On the face of it, defining a good solid Supplier/Customer relationship is easy. The supplier provides the right products/services at the right time at the right price. But if you dig a little deeper there is a distinct psychology that reflects a more complex and less obvious interaction between the two parties.
Good purchasing practice is an integral part of any businesses success and few factors are as vital to ensuring sound purchasing methodologies as selecting quality suppliers. Indeed finding and maintaining good suppliers can be an invaluable tool in a business’s quest for growth and success. It might well be fair to say that a business can only be as good as the suppliers with which it works.
For many involved in procurement their suppliers are an important factor in their planning and strategy. Suppliers are often regarded as a secret competitive weapon, their hidden resource, their competitive edge so to speak. The advantages of this can manifest itself by better pricing and delivery times and frequency, to providing the scope for considering innovative and cutting edge practices.
These improvement possibilities will not be developed without the involvement and buy in from business owners and executives. On the plus side however many leading companies will only develop strategies with input from their supply chain, emphasising shareholder value creation, revenue growth, cost effectiveness and establishing specific programs with key suppliers in order to succeed. Wherever possible business leaders will leverage suppliers to maximise their own product competitiveness, going far beyond the narrow focus of just pricing and cost reduction.
So a business’s positive relationship with a supplier is touted by management gurus as being key to growth and subsequently profitability. What then are the barriers to developing this Utopian situation?
- Attachment of greater importance to other initiatives
- “Comfortable” relationships with an existing supplier
- Inter departmental differences of opinion on the way forward
- Doubts about the benefits of developing such relationships
- Poor monitoring and control systems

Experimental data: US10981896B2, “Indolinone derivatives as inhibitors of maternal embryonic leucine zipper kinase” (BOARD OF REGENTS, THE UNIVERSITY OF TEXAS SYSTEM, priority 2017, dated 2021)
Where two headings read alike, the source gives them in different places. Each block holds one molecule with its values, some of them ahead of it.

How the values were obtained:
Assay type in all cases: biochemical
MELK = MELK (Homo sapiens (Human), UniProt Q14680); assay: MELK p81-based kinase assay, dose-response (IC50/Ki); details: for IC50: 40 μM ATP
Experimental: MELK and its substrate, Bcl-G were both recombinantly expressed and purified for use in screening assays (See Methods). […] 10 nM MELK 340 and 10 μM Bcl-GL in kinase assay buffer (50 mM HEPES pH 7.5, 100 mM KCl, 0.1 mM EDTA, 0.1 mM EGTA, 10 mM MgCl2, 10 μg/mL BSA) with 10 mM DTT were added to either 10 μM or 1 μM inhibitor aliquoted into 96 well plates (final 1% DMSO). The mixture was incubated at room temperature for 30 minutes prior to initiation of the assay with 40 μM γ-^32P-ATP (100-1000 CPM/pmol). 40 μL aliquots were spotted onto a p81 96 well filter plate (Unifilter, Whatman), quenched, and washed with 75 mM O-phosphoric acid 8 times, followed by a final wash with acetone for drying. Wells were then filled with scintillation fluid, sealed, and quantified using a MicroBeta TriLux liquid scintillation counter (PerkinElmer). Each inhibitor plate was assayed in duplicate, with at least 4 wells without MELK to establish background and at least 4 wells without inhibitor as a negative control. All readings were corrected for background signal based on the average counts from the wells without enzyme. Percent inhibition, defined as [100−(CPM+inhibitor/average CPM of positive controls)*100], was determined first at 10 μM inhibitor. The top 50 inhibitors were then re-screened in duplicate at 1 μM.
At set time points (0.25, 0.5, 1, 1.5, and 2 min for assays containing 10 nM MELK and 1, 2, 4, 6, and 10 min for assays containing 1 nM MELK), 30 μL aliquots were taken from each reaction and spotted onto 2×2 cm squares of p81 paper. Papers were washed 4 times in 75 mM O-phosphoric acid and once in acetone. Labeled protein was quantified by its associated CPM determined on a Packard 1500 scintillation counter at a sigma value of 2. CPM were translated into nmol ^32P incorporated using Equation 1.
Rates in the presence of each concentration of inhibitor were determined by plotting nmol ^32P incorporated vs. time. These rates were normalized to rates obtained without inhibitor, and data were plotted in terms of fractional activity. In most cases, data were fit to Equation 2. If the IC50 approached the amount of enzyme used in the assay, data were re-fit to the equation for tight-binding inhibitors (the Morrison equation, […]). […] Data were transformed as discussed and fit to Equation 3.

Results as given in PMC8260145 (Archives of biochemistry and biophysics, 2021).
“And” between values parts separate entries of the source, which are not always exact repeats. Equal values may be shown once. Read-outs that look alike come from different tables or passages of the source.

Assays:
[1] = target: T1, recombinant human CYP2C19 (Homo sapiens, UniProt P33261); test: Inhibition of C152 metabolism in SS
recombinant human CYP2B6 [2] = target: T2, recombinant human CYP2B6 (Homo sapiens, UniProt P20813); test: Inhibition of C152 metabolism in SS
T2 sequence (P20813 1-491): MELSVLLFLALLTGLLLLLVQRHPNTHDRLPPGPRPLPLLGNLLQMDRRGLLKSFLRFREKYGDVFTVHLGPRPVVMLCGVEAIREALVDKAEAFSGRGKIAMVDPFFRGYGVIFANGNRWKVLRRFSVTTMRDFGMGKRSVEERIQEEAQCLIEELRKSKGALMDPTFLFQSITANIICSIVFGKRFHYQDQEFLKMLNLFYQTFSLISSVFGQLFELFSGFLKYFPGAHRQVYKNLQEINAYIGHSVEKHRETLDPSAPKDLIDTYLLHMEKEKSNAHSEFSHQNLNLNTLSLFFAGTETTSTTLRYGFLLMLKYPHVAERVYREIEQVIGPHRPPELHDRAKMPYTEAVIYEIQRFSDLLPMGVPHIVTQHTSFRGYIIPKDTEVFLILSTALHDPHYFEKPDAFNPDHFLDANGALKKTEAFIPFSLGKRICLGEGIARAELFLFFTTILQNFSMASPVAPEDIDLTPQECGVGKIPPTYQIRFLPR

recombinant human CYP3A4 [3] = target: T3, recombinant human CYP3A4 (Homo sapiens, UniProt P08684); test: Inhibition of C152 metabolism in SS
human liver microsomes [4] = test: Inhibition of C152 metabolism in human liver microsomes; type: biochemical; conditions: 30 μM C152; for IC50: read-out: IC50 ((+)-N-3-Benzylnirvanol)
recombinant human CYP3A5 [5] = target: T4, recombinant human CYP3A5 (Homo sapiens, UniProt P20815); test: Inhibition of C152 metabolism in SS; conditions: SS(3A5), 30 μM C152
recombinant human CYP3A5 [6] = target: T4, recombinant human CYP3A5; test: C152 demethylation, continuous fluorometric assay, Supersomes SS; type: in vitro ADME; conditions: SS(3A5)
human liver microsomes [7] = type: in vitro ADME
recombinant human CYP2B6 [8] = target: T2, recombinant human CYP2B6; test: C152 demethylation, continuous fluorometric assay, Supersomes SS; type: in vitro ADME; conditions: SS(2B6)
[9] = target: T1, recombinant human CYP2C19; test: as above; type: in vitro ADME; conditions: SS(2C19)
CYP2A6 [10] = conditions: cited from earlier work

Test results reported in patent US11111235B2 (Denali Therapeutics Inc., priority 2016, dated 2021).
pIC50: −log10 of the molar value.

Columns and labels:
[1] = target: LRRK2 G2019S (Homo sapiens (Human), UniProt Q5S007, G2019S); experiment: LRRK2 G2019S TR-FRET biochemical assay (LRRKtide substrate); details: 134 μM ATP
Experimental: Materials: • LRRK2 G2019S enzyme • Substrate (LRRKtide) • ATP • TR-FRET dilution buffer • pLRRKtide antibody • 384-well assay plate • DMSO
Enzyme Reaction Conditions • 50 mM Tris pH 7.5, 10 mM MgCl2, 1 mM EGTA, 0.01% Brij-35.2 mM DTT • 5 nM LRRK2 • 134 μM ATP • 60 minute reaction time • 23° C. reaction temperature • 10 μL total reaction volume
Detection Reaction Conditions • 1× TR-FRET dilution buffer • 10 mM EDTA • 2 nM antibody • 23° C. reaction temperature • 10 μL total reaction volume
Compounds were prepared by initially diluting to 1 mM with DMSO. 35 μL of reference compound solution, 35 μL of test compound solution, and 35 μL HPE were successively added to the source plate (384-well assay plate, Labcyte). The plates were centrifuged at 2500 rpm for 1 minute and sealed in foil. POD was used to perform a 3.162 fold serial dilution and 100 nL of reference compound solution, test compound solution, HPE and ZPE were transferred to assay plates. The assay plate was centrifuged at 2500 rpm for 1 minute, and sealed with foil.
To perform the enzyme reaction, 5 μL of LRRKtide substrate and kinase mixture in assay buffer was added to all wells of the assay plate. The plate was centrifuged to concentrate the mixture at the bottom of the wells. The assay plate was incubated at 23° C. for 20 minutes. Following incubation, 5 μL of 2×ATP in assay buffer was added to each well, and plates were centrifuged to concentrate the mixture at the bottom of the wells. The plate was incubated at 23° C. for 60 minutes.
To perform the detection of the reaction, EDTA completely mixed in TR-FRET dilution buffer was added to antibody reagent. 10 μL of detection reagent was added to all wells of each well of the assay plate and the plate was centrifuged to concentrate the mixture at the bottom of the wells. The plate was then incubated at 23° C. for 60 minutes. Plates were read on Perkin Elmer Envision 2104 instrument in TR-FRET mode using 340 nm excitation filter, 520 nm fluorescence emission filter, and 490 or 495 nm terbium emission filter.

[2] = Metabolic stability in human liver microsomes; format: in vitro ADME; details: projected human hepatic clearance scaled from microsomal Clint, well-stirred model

- Inexperience in managing improvement programs
- An inherent general distrust of suppliers
Businesses that tick all or even some of these boxes typically cling to old school practices that centre on legitimate concerns about price but at the exclusion of all else.
There are generally 5 areas that determine a supplier’s involvement in helping a business compete.
- Improvements in product/service, through design, technology or ideas.
- Improvement in product/service quality.
- Improvement in “speed to market”.
- Reduction in cost, not through discounting exclusively but by streamlining work processes, inventory management, using less expensive (not at the cost of effectiveness however) components.
- Improvement in overall customer satisfaction,
How then do you evaluate a supplier or benchmark one against an existing service provider? Consider the following when making a call on who to partner with.
- Commitment to quality – not surprisingly product quality is viewed as an essential when selecting a supplier.
- Cost competitive – keen pricing is a huge factor especially for smaller businesses with possible cash flow issues.
- Communication – suppliers who are never available or lack an open door approach to communication should be avoided at all costs. The frustrations of trying to deal with such suppliers can assume debilitating dimensions.
- Timely service – your strategy most likely includes schedules which are based on receiving deliveries at agreed upon times. Uncertainty of delivery is a significant issue in your operation and your ability to sleep at night!
- Flexibility and Special services – many purchasers really appreciate those suppliers that go the extra mile (or two!). This can include after hours accessibility, training or even stock support.
- Production capabilities – a supplier’s capacity for program management and production should be considered, including its ability and willingness to integrate design and manufacturing functions.
- Financial stability – buyers embarking on long term deals will feel much more comfortable with a supplier that can demonstrate financial security, longevity and a solid background
- Logistics – supplier capabilities in this area include locations, transportation capacity, sourcing expertise and “just in time” protocols.
- Inventory – how well is the supplier’s stock managed, days cover, local vs overseas origins, plus a breakdown in terms of “stock out” occurrences.
So in closing, the relationship between supplier and customer should never reflect a “them and us” attitude. The most productive scenario for both parties is formed when both are in sync with each other’s goals, objectives, strengths and an understanding of any potential weaknesses.
To our existing customer base we thank you for your incredibly loyal support and for partnering with us over the years…to potential new customers let’s meet to discuss how Ace Retail Solutions can help grow your business with our great products, great people and competitive pricing.